Our new flecked stoneware clay matcha bowl is the perfect vessel to prepare and enjoy your OMGTea matcha tea in. We worked closely with local Sussex potters Claire and Hugh
to develop bespoke bowls that are completely unique to OMGTea, inspired by the origins of our high quality, organic matcha. One design features the silhouette of the volcano in Kagoshima, Japan where OMGTea comes from and a second design beautifully incorporates the pattern of the granite stone mill used to grind the tea leaves. Both designs carry the OMGTea logo and the makers mark on the base.
Thrown on the pottery wheel, the nature of the handmade craftsmanship means that every pot is unique, distinct with its own variations. The pots are trimmed, dried and bisque fired in the kiln before they are ready for decorating. To decorate, Claire and Hugh carefully hand paint fine lines using wax, so that when the pots are dipped in white glaze, the wax resists the glaze, to reveal the design. Inspired by traditional Japanese pottery, we love the imperfections found in the individual bowls, such as the marks left by their fingers, where bowls are held when they are being dipped in glaze, which further highlight the handmade quality.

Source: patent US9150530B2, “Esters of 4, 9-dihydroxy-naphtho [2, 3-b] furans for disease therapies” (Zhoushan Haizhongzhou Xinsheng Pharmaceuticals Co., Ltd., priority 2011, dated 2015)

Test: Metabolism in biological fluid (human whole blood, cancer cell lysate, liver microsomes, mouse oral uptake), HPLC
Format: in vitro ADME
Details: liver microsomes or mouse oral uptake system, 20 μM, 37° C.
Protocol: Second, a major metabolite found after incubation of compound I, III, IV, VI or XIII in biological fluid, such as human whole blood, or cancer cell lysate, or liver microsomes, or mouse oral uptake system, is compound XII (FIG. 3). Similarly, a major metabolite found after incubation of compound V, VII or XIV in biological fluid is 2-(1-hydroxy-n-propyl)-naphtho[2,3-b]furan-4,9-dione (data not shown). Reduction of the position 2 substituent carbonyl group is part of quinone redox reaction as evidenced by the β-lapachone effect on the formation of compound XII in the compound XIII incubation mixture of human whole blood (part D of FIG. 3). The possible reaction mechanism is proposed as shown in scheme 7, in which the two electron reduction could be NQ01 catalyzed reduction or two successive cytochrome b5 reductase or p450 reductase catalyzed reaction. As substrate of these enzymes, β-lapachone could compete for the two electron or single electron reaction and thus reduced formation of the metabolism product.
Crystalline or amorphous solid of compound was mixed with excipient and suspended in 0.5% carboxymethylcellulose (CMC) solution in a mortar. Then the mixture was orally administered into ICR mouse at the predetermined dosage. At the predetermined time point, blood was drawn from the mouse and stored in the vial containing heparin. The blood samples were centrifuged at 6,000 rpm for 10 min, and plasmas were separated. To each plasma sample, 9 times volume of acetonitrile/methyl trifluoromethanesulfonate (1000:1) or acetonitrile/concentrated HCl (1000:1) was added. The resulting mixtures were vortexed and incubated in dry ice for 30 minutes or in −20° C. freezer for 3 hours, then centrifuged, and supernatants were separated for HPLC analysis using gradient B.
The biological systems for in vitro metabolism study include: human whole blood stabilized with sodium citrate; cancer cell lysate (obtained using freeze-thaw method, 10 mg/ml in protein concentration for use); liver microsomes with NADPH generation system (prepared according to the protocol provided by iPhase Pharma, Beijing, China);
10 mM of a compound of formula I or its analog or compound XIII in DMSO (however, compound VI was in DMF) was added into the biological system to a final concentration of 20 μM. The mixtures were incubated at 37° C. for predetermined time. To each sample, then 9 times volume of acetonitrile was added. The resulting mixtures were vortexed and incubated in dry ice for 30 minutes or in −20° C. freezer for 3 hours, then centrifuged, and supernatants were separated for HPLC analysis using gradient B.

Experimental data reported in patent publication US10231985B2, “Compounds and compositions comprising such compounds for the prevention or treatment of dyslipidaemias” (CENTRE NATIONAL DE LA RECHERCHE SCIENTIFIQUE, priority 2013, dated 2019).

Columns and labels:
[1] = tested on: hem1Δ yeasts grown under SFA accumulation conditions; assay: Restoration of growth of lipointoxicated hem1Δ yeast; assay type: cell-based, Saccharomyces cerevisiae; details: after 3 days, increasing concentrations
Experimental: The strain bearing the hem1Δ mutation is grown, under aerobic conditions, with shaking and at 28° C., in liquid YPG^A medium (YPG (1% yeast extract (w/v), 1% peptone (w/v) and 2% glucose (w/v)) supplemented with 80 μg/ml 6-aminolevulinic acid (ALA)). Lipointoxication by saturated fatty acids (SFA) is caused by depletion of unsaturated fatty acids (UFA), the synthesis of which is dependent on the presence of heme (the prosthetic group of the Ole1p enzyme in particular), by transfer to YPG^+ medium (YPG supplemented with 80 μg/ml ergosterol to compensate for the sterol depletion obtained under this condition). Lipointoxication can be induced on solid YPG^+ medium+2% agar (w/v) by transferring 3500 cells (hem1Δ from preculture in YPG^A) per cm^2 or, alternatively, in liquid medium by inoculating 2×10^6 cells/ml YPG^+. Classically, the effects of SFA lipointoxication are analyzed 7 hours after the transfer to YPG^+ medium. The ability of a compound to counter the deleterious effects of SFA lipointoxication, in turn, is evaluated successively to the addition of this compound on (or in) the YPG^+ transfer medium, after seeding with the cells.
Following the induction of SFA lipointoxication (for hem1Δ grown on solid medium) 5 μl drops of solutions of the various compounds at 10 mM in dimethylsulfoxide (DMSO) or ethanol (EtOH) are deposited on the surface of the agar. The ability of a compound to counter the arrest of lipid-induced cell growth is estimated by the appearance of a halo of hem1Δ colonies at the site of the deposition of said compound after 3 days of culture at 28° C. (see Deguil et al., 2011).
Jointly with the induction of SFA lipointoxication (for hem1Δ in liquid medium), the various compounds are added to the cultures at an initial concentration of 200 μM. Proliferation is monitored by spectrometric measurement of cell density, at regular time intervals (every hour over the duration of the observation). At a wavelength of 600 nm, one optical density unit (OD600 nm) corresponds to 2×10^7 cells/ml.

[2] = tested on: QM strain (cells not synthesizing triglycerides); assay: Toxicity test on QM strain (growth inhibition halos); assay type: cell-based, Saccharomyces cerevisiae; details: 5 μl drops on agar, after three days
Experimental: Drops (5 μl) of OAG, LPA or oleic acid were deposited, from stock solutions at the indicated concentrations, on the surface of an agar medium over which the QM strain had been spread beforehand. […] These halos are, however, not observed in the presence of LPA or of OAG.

The History of the Matcha Bowl (chawan)
The Japanese name for tea bowl is chawan and the chawan has been used in Japanese tea ceremonies since the 13th century. It is a flat bottomed bowl with a wide opening. The purpose of the wide opening is to provide plenty of room for the whisk to move around. When drinking from a Matcha bowl, you are meant to hold it in both hands and notice and reflect upon the warmth of the bowl and the colour of the bright green
matcha against it.
Matcha bowls are meant to be unique in shape and colour to denote beauty in the imperfect and the organic development of nature. In Japan much attention is paid to the unique characteristics of handmade pottery, and this includes all of the variables that make a handmade piece unique. A drippy glaze, a slightly lopsided lip, a finger mark in the glaze, etc, are examples of character that shows ‘the hand’ of the maker.